|Publication number||US6626456 B2|
|Application number||US 09/892,387|
|Publication date||Sep 30, 2003|
|Filing date||Jun 26, 2001|
|Priority date||Jun 26, 2001|
|Also published as||DE10297016T5, US20020195803, WO2003002381A2, WO2003002381A3|
|Publication number||09892387, 892387, US 6626456 B2, US 6626456B2, US-B2-6626456, US6626456 B2, US6626456B2|
|Inventors||John Terbu, Daniel T. O'Neill|
|Original Assignee||Autoliv Asp, Inc.|
|Export Citation||BiBTeX, EndNote, RefMan|
|Patent Citations (15), Referenced by (72), Classifications (13), Legal Events (5)|
|External Links: USPTO, USPTO Assignment, Espacenet|
1. The Field of the Invention
The present invention relates to a wrap for enclosing an inflatable curtain. More specifically, the present invention relates to a novel inflatable curtain wrap and method for enclosing the curtain within the wrap.
2. The Relevant Technology
Inflatable safety restraint devices, or “airbag restraints,” are mandatory on most new vehicles. Airbag restraints commonly contain a collision sensor, and inflator, and a curtain airbag. In the event of an accident, the collision sensor within the vehicle, such as an accelerometer, measures abnormal deceleration and triggers the inflator. The inflator is connected to the curtain airbag which is typically housed in the steering wheel on the driver's side of a vehicle and in the dashboard on the passenger side of a vehicle. Curtain airbags are normally housed in an uninflated and folded condition to minimize space requirements. Upon receipt of the signal from the collision sensor, the inflator rapidly produces a quantity of inflation fluid or gas which fills the curtain and protects the passenger from harmful impact with the interior of the car.
Airbags have also been developed in response to the need for passenger protection from lateral impacts with the side of a vehicle's interior. This situation might occur when another vehicle collides with the side of the car, or when the car loses control and rolls over causing the side of the car to repeatedly impact the ground. Side impact airbags are designed to prevent the head of a vehicle occupant from emerging through the window opening or from colliding with a collision surface at the side of the vehicle. The shape of the curtain airbag generally conforms to the shape of the window area or side of the car adjacent the passenger's torso. Side inflatable curtains are typically attached to, or housed within the roof rail of the vehicle behind the headliner.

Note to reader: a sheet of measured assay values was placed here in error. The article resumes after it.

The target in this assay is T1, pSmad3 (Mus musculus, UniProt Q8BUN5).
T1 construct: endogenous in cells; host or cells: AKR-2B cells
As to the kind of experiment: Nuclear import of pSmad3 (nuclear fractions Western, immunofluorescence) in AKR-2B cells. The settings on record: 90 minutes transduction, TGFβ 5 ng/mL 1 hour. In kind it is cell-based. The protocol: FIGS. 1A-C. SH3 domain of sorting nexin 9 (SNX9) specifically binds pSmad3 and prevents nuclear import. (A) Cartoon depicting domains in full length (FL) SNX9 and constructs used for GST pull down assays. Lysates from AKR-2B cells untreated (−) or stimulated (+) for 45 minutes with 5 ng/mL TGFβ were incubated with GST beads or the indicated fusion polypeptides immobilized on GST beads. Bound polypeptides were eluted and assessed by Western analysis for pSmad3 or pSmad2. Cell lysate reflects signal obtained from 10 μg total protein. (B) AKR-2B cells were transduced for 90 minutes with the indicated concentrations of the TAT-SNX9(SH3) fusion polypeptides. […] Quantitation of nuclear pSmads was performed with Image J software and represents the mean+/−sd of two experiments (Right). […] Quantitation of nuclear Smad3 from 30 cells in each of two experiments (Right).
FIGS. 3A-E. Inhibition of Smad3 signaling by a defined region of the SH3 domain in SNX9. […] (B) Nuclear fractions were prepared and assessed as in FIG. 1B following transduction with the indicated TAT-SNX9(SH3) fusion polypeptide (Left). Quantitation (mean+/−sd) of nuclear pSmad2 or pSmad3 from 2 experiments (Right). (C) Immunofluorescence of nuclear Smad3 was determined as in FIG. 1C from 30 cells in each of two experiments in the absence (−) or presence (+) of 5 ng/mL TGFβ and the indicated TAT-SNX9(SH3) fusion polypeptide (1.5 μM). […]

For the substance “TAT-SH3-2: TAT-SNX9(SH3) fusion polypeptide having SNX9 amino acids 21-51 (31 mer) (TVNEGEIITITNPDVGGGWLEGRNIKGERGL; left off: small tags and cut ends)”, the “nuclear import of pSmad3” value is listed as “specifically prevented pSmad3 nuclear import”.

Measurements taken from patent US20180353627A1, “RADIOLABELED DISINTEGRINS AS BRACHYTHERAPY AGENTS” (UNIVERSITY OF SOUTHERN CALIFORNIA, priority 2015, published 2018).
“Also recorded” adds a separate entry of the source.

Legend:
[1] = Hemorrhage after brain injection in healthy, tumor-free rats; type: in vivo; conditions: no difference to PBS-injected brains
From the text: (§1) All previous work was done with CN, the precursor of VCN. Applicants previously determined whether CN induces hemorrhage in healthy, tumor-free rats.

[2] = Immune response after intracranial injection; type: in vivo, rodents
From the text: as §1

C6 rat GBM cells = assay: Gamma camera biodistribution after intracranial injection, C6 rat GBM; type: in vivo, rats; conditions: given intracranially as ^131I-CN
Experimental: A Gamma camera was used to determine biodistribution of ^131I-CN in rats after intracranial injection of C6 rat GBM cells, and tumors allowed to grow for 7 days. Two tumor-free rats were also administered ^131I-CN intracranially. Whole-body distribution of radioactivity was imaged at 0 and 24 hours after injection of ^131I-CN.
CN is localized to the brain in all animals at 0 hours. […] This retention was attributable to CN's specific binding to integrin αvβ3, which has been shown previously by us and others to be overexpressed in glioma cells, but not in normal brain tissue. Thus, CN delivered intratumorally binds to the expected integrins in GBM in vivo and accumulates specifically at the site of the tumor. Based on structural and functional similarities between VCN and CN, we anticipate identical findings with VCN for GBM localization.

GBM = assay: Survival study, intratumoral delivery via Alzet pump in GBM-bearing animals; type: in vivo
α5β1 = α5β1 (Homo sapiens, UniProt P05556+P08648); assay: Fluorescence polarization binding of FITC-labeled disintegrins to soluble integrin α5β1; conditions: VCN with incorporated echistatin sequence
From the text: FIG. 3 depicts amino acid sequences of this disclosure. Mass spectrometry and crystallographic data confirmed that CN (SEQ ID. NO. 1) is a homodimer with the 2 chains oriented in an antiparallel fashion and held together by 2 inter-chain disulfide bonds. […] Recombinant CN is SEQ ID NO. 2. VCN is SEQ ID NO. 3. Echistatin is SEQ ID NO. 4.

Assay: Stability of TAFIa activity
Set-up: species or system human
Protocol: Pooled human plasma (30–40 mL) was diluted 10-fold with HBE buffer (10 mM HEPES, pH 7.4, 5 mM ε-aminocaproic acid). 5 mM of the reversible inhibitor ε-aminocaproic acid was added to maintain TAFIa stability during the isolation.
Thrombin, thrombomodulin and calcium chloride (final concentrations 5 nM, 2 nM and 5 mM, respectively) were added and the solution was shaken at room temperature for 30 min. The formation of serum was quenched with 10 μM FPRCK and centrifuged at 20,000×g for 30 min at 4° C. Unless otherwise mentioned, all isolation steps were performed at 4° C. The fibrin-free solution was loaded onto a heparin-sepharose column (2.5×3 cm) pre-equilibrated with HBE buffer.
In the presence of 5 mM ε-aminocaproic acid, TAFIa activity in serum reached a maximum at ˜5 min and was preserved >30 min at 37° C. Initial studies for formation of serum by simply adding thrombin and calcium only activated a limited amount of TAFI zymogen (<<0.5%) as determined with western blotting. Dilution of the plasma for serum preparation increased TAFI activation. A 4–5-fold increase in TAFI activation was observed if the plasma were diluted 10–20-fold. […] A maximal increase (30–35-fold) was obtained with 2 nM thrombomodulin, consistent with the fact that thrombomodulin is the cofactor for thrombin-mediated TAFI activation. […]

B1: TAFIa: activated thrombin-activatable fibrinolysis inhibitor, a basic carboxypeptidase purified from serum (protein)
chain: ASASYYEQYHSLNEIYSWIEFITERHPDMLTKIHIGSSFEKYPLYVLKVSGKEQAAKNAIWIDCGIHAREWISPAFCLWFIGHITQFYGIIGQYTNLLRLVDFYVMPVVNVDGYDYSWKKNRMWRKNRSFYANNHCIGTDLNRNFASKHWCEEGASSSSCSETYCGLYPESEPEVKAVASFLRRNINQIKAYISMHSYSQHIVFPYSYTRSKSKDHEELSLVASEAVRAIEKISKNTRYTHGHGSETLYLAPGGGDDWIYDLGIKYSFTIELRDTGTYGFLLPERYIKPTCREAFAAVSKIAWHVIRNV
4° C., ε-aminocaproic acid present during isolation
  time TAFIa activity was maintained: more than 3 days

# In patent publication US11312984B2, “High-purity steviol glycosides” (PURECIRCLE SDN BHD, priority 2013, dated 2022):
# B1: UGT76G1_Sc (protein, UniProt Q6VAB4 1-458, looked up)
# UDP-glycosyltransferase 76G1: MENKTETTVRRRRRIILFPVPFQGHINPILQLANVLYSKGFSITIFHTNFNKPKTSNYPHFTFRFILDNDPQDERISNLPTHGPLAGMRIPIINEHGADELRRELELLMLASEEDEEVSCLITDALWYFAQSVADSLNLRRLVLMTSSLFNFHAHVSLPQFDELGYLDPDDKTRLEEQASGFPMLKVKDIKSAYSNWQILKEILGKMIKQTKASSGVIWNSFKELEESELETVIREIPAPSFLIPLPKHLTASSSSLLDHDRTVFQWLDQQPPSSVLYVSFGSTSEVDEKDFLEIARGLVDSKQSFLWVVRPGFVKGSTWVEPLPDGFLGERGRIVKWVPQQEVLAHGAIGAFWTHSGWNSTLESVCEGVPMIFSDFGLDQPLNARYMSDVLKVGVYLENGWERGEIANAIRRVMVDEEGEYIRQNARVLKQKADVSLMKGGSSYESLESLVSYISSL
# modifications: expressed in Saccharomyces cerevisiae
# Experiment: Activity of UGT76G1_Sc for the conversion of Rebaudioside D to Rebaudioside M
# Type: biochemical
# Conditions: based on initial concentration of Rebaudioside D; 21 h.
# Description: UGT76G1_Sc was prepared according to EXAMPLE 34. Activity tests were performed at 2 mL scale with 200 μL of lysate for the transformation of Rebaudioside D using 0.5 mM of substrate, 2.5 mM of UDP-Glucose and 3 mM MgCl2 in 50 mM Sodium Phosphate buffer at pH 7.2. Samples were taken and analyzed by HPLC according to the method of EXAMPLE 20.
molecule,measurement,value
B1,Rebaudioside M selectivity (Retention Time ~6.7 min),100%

Other airbag systems provide a package or housing in which the folded curtain airbag is enclosed before it is secured to the vehicle interior. These retention devices also suffer many disadvantages. Often they are bulky and inflexible and do not readily conform to the space requirements or attachment limitations of the vehicle's interior components. One type of retention device that seeks to overcome these disadvantages is a fabric cylinder, commonly referred to as a “sock.”
A disadvantage with the pull through sock retention device is that it requires costly equipment to perform all of the required packaging steps. This adds to the cost of airbag manufacturing and installation. Further, some prior art sock systems require manual labor to pull the curtain airbag through the sock which creates ergonomic health problems for the laborers which further drives up costs.
Another disadvantage of sock retention devices is that the wrap or sock includes a fixed diameter at either end of the cylindrically shaped sock and along its length. Accordingly, the sock is not adjustable and the folded airbag cannot be compressed to its smallest possible size in the folded state. Thus, in side airbag configurations where space is at a premium, prior art socks limit the ability of the airbag system to maximize space efficiencies.
Accordingly, a need exists for an curtain airbag wrap that accommodates the size, space, and timing considerations of side vehicle interior deployment. Additionally, a need exists for such a curtain wrap and method of curtain retention which would allow the curtain to efficiently deploy. Furthermore, a need exists for such a curtain airbag wrap and method which would retain the curtain airbag in a desired configuration during the wrapping process such that the final state is more robust. Still further, a need exists for a curtain airbag wrap which requires fewer steps to wrap and that would allow for further compression of the curtain airbag in its folded state. Such a curtain airbag wrap and method of wrapping is disclosed and claimed herein.
The apparatus of the present invention has been developed in response to the present state of the art, and in particular, in response to the problems and needs in the art that have not yet been fully solved by currently available inflatable curtain wraps and wrapping methods. Thus, it is an overall objective of the present invention to provide a curtain wrap and method for wrapping an inflatable curtain to provide efficient deployment, better overall effectiveness, and more cost efficient production than was possible with prior art airbag systems.